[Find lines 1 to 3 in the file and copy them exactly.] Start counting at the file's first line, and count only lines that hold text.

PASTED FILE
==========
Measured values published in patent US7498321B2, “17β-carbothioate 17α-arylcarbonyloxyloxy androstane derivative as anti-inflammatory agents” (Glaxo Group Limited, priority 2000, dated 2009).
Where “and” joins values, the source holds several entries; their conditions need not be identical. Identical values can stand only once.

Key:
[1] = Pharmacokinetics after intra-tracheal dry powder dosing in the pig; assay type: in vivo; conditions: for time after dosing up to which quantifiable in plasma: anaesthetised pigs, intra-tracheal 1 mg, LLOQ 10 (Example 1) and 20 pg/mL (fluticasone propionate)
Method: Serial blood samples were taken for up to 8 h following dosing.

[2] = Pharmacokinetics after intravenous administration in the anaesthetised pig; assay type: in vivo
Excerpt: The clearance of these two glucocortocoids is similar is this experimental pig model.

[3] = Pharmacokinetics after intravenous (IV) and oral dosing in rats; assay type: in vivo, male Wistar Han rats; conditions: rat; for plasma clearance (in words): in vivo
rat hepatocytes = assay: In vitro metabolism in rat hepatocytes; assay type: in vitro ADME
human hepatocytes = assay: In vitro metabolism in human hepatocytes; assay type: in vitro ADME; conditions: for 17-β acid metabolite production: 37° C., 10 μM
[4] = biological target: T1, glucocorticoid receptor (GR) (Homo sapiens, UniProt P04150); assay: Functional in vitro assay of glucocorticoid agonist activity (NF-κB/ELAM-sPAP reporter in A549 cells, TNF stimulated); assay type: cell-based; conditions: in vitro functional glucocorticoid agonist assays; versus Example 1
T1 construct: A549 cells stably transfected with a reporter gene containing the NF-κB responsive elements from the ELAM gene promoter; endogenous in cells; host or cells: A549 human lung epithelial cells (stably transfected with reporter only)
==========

Measured values published in patent US7498321B2, “17β-carbothioate 17α-arylcarbonyloxyloxy androstane derivative as anti-inflammatory agents” (Glaxo Group Limited, priority 2000, dated 2009).
Where “and” joins values, the source holds several entries; their conditions need not be identical. Identical values can stand only once.

Key: